— Thomas Hill (@thomasbhill) May 21, 2017
A new report tallies the staggering toll of the drug war.
On any given day in the United States, at least 137,000 people sit behind bars on simple drug-possession charges, according to a report released Wednesday by the American Civil Liberties Union and Human Rights Watch.
Nearly two-thirds of them are in local jails. The report says that most of these jailed inmates have not been convicted of any crime: They’re sitting in a cell, awaiting a day in court, an appearance that may be months or even years off, because they can’t afford to post bail.
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Gary Johnson believes the tensions between police and minorities that led to two high-profile police shootings and the deaths of five Dallas police officers has a root cause: The long-running war on drugs.
The libertarian nominee for president did not directly tie the drug war to the shooting deaths in Minnesota and Louisiana by police or the sniper killings of five officers in Texas this week. But poor relations between police and African-Americans stems from the criminalization of drug use, he said.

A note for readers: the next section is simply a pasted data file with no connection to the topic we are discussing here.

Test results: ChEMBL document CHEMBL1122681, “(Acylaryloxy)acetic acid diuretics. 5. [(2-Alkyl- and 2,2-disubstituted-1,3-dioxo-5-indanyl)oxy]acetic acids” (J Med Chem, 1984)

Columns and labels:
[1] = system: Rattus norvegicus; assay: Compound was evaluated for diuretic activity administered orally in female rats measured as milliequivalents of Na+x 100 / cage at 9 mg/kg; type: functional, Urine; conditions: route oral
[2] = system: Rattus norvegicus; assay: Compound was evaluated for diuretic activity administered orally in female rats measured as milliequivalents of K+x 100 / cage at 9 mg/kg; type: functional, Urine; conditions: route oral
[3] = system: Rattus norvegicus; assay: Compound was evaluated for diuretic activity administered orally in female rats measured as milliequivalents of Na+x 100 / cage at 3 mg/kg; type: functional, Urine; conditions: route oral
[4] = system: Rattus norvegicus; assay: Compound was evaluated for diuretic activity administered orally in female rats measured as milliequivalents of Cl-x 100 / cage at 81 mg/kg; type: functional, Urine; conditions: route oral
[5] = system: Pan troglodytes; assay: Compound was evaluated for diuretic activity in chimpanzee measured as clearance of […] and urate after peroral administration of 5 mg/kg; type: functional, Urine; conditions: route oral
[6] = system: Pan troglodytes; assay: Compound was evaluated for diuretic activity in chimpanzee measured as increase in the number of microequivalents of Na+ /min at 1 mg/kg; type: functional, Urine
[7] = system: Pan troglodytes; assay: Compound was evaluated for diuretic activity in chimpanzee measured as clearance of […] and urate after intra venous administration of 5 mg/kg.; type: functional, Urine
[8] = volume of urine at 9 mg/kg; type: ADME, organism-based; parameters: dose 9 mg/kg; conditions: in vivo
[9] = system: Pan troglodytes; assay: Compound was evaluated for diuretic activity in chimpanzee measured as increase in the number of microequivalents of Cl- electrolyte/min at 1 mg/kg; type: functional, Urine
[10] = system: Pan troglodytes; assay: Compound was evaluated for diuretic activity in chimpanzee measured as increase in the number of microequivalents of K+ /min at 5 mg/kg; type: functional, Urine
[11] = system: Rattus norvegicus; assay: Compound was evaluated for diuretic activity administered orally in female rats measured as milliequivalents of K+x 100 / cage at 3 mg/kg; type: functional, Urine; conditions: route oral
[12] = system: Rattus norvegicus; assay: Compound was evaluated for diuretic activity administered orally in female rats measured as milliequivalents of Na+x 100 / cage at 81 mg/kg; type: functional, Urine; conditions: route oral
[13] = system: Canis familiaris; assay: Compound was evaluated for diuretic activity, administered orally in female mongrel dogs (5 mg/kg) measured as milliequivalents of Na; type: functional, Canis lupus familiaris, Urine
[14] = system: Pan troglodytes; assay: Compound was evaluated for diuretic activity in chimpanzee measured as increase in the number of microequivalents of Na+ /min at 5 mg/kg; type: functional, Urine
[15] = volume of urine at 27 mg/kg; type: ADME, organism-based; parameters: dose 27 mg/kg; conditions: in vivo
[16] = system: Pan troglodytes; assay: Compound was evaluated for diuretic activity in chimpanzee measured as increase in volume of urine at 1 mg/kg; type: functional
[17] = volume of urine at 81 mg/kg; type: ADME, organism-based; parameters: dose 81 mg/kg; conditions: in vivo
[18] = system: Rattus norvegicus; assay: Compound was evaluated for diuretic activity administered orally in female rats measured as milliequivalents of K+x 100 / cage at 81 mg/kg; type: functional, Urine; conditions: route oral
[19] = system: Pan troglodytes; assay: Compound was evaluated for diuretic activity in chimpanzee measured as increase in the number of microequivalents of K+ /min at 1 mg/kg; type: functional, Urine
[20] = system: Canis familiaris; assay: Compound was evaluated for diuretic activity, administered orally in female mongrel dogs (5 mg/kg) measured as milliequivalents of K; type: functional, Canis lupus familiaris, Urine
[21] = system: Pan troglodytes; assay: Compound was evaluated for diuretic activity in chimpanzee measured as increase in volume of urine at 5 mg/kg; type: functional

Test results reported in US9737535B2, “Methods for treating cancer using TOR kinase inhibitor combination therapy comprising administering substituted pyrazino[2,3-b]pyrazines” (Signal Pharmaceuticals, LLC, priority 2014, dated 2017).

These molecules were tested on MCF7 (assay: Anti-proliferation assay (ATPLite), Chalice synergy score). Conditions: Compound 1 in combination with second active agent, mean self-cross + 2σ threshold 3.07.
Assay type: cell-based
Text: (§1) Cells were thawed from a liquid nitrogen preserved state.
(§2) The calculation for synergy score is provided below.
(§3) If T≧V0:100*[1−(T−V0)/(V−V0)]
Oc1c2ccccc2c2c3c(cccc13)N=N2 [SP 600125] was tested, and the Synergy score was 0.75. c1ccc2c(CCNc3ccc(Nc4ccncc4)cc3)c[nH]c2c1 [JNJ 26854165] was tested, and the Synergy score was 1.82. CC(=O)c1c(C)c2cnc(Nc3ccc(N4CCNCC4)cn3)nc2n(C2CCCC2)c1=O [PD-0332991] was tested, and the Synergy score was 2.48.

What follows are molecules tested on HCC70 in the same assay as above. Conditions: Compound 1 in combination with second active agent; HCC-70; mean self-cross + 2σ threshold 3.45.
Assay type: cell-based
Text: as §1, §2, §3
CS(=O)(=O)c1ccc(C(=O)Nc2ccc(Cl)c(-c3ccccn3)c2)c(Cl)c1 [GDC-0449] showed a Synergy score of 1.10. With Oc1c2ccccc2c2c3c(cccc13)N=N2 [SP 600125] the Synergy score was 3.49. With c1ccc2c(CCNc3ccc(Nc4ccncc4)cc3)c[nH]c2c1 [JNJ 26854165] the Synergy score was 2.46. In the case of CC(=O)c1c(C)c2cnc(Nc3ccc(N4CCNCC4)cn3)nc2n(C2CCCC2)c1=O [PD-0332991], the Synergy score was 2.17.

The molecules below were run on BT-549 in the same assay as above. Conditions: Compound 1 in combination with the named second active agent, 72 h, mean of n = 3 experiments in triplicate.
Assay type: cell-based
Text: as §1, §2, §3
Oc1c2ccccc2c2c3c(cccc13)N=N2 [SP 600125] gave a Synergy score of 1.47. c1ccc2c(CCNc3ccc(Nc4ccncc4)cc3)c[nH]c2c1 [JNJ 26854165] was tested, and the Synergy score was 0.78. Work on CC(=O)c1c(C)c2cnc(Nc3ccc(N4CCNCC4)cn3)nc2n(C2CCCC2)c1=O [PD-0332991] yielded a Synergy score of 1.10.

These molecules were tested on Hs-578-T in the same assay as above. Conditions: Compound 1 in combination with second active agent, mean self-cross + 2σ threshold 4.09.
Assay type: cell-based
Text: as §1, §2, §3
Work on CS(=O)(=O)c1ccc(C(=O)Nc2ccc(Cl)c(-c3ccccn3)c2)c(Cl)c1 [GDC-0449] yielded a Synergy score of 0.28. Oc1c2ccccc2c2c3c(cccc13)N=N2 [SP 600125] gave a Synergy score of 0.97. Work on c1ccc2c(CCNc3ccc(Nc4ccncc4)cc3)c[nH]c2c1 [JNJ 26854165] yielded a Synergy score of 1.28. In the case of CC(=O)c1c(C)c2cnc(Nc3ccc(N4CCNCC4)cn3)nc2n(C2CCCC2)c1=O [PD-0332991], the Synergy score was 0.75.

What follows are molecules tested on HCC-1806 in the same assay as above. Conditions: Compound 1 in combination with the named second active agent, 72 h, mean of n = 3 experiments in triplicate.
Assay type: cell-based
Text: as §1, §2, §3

Just as with gay rights, the psychedelic movement requires person-to-person advocacy. This can take the form of education, of explaining these substances from a cultural, historical, or scientific perspective. But in my opinion, the most effective way to change someone’s mind, or at least get them to reconsider their original position, isn’t through intellectual discourse; it’s through emotional connection. And this requires that we share our personal experiences.
WASHINGTON — The “war on drugs” costs Americans a staggering amount of money every year that it persists. Despite the billions they receive, federal, state and local law enforcement have a proven inability to stem the flow of drugs on the nation’s streets.
Since Richard Nixon declared a war on drugs in June 1971, the cost of that “war” had soared to over $1 trillion by 2010. Over $51 billion is spent annually to fight the drug war in the United States, according to Drug Policy Alliance, a nonprofit dedicated to promoting more humane drug policies.
It’s also taken a massive toll on human lives. In 2013, at least 2.2 million people were incarcerated in the U.S., with some estimates reaching 2.4 million, making the U.S. home to the world’s largest prison population. A vast number of those prisoners are victims of the war on drugs, reported Alejandro Crawford in U.S. News and World Report in March:
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